Fear and anxiety are normal responses to trauma, and so is feeling the need to be on guard against possible danger. Researchers have found survivors of sexual abuse are up to five times more likely to be diagnosed with at least one anxiety disorder than other people (Saunders et al, “Child sexual assault as a risk factor for mental disorder among women: a community survey,” in Journal of Interpersonal Violence 7, 1992).
Self-Harming, Addictive, Compulsive, and Suicidal Behaviors
Many survivors develop strategies to avoid overwhelming feelings and memories and the pain associated with them including:
- Eating problems, including starving, bingeing, vomiting food, or overeating
- Sexual difficulties, including avoidance of sex, promiscuity, or experiencing fear and flashbacks
- Being a workaholic, over exercising, or other compulsive behaviors
- Engaging in self-harm, including cutting and burning one’s arms, legs, genitals or other parts of the body
- Repeatedly thinking about wanting to die
Seeking counseling may be one way to find alternative strategies for working through the pain, memories and other impacts of abuse. Call Renew’s 24-hour crisis hotline at 970-565-2100 for assistance and free professional counseling.
Fear That I’ll Become an Offender
Some people believe that someone who was sexually abused as a child will grow up to become a child abuser themselves. This can lead to constant self-questioning and anxiety about being near children.
There is no basis for this belief; no link has ever been established between abuse in childhood and later becoming an offender.
A child who was unable to tell anyone about the abuse, or told but wasn’t believed, is under great pressure to deal with the abuse by themselves in other ways. Some survivors have experienced traumatic amnesia or delayed recall of memories of child sexual abuse. Traumatic amnesia is a particular response of the brain that prevents a child from having any conscious recall of the abuse. It is associated with extreme emotional trauma and has been documented by researchers in relation to a wide variety of traumatic events, not just child sexual abuse. One study found that traumatic amnesia was more likely to occur in child sexual abuse survivors if:
- the abuse took place when the child was very young
- the child feared death if they told anyone
- the abuse was associated with physical injury
- there was more than one abuser (Briere & Conte, “Self-reported amnesia for abuse in adults molested as children,” in Journal of Traumatic Stress 6, 1993)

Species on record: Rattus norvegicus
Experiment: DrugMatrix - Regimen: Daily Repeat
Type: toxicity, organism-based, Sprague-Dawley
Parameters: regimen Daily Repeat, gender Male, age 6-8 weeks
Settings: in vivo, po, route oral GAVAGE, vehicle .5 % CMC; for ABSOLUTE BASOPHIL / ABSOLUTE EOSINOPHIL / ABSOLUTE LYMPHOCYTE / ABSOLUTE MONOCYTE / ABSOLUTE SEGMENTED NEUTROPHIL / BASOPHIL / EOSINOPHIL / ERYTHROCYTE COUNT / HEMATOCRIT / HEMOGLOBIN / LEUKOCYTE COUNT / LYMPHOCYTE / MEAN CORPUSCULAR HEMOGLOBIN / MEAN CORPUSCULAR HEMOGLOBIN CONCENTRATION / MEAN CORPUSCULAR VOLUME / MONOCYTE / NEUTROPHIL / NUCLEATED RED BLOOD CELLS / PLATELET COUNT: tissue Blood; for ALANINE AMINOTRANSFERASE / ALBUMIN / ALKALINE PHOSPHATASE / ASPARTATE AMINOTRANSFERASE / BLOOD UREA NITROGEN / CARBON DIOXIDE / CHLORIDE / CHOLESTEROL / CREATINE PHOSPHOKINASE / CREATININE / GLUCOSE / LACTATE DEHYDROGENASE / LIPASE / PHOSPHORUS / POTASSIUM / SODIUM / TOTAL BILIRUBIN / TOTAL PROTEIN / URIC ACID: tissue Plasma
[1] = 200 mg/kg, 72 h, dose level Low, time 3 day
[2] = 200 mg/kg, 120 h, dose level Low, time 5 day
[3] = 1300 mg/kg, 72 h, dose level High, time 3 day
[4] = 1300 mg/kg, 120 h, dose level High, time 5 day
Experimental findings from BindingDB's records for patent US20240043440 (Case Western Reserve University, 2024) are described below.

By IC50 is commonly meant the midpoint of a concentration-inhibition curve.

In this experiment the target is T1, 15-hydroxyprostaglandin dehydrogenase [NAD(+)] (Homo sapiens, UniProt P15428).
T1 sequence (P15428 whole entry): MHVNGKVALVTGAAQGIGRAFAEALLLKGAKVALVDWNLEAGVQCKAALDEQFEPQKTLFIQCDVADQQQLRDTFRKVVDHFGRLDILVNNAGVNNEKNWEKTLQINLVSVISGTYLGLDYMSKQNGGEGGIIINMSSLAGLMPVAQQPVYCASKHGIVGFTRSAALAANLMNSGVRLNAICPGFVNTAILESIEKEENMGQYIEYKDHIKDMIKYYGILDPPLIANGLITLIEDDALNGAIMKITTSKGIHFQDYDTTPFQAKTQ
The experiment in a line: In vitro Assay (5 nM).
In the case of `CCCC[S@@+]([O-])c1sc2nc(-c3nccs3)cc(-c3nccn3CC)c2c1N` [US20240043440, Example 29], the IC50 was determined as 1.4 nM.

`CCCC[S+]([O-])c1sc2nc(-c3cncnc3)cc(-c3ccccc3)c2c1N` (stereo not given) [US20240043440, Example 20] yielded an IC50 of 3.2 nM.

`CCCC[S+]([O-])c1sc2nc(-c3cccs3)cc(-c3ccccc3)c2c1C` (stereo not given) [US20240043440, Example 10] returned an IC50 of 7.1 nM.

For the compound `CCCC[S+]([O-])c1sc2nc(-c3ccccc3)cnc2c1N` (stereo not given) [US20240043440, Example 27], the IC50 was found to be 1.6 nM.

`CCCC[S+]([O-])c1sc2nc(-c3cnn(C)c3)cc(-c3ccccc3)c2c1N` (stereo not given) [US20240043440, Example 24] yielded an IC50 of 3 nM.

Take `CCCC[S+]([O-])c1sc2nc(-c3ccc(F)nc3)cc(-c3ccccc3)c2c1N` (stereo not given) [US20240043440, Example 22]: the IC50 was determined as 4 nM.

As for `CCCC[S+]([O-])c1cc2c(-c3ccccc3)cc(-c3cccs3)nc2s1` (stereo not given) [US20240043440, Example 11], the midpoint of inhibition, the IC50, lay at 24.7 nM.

Women Who Were Abused as Children
The effects of child sexual abuse are further strengthened for girls and women by what can be called ‘gender training’-the way women are seen in our culture. Guilt, powerlessness and being there for others are promoted by a wide range of social and cultural practices which blame women and girls for sexual violence, suggest women are responsible for maintaining relationships and moral standards and encourage women to be passive and dependent on others (Dympna House Info Kit, 1998).
There is an assumption in society that people who have been sexually abused in childhood are ‘damaged’ and not capable of living a normal life. On the contrary, survivors manage to live their lives and succeed in a range of professions and in all strata of society. In doing so they show great strength and courage. Despite the impacts of child sexual assault, adult survivors resist the effects of the abuse in many ways, and find strategies to help with healing.
If you have decided that it’s time to get some support to heal from the impacts of the abuse, or are trying to support someone else in their healing, Renew Inc. operates a 24-hour crisis and referral service.
All services are FREE and CONFIDENTIAL.
Call 970-565-2100 to speak to an advocate, available 24/7/365.
Silence ≠ Consent
Colorado Victims Rights
In 1992, Colorado passed a state constitutional amendment that provides victims with certain rights. The Colorado State Constitution (Article II, Section 16a) provides that:
Any person who is a victim of a criminal act* of such person’s designee, legal guardian, or surviving immediate family members if such person is deceased, shall have the right to be heard when relevant, informed, and present at all critical stages of the criminal justice process. All terminology, including the term “critical stages,” shall be defined by general assembly.
*The Constitution of the State of Colorado and the laws of the state [24-4.1 – 302(1) C.R.S.] guarantee certain rights to the victims of the following criminal acts:
- Murder – 1st and 2nd degree
- Criminally negligent homicide and vehicular homicide
- Assault – 1st, 2nd, 3rd degree, vehicular